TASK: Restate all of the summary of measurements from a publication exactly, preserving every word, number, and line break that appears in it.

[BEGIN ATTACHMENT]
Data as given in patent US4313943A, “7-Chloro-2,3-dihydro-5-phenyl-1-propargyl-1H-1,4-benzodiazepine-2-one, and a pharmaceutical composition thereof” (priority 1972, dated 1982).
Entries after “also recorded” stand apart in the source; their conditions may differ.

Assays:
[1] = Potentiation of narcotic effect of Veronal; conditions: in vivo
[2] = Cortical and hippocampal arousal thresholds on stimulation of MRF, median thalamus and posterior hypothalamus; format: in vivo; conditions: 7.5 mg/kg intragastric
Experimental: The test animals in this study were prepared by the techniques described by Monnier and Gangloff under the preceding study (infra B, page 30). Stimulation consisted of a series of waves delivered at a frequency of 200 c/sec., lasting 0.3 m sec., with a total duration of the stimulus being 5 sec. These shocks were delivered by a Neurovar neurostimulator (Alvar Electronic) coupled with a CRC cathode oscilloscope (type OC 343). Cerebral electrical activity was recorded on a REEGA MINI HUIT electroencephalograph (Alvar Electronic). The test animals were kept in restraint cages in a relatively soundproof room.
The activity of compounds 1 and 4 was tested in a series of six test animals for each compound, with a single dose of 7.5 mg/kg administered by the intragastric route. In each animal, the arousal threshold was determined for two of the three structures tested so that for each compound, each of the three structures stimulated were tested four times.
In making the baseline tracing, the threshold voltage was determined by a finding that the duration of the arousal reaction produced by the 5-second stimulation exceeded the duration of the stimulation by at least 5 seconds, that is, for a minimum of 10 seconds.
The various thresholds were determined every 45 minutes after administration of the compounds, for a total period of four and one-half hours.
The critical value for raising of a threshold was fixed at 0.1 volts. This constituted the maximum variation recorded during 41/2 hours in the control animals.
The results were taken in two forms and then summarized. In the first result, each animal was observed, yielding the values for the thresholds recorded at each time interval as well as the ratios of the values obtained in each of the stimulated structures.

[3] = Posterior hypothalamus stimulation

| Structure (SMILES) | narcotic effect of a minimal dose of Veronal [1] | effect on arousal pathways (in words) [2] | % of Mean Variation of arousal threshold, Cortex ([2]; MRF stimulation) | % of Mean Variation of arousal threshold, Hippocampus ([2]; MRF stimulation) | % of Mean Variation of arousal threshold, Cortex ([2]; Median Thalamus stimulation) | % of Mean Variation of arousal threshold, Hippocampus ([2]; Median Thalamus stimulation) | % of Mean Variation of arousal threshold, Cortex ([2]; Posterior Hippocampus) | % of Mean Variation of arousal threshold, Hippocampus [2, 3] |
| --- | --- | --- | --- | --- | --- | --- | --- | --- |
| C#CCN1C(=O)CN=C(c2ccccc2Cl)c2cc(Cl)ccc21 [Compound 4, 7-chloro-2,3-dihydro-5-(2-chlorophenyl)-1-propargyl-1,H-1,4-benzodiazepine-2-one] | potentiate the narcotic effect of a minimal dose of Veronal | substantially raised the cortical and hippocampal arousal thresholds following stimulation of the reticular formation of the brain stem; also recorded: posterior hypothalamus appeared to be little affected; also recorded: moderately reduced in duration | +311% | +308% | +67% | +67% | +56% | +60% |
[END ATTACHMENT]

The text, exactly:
Data as given in patent US4313943A, “7-Chloro-2,3-dihydro-5-phenyl-1-propargyl-1H-1,4-benzodiazepine-2-one, and a pharmaceutical composition thereof” (priority 1972, dated 1982).
Entries after “also recorded” stand apart in the source; their conditions may differ.

Assays:
[1] = Potentiation of narcotic effect of Veronal; conditions: in vivo
[2] = Cortical and hippocampal arousal thresholds on stimulation of MRF, median thalamus and posterior hypothalamus; format: in vivo; conditions: 7.5 mg/kg intragastric
Experimental: The test animals in this study were prepared by the techniques described by Monnier and Gangloff under the preceding study (infra B, page 30). Stimulation consisted of a series of waves delivered at a frequency of 200 c/sec., lasting 0.3 m sec., with a total duration of the stimulus being 5 sec. These shocks were delivered by a Neurovar neurostimulator (Alvar Electronic) coupled with a CRC cathode oscilloscope (type OC 343). Cerebral electrical activity was recorded on a REEGA MINI HUIT electroencephalograph (Alvar Electronic). The test animals were kept in restraint cages in a relatively soundproof room.
The activity of compounds 1 and 4 was tested in a series of six test animals for each compound, with a single dose of 7.5 mg/kg administered by the intragastric route. In each animal, the arousal threshold was determined for two of the three structures tested so that for each compound, each of the three structures stimulated were tested four times.
In making the baseline tracing, the threshold voltage was determined by a finding that the duration of the arousal reaction produced by the 5-second stimulation exceeded the duration of the stimulation by at least 5 seconds, that is, for a minimum of 10 seconds.
The various thresholds were determined every 45 minutes after administration of the compounds, for a total period of four and one-half hours.
The critical value for raising of a threshold was fixed at 0.1 volts. This constituted the maximum variation recorded during 41/2 hours in the control animals.
The results were taken in two forms and then summarized. In the first result, each animal was observed, yielding the values for the thresholds recorded at each time interval as well as the ratios of the values obtained in each of the stimulated structures.

[3] = Posterior hypothalamus stimulation

| Structure (SMILES) | narcotic effect of a minimal dose of Veronal [1] | effect on arousal pathways (in words) [2] | % of Mean Variation of arousal threshold, Cortex ([2]; MRF stimulation) | % of Mean Variation of arousal threshold, Hippocampus ([2]; MRF stimulation) | % of Mean Variation of arousal threshold, Cortex ([2]; Median Thalamus stimulation) | % of Mean Variation of arousal threshold, Hippocampus ([2]; Median Thalamus stimulation) | % of Mean Variation of arousal threshold, Cortex ([2]; Posterior Hippocampus) | % of Mean Variation of arousal threshold, Hippocampus [2, 3] |
| --- | --- | --- | --- | --- | --- | --- | --- | --- |
| C#CCN1C(=O)CN=C(c2ccccc2Cl)c2cc(Cl)ccc21 [Compound 4, 7-chloro-2,3-dihydro-5-(2-chlorophenyl)-1-propargyl-1,H-1,4-benzodiazepine-2-one] | potentiate the narcotic effect of a minimal dose of Veronal | substantially raised the cortical and hippocampal arousal thresholds following stimulation of the reticular formation of the brain stem; also recorded: posterior hypothalamus appeared to be little affected; also recorded: moderately reduced in duration | +311% | +308% | +67% | +67% | +56% | +60% |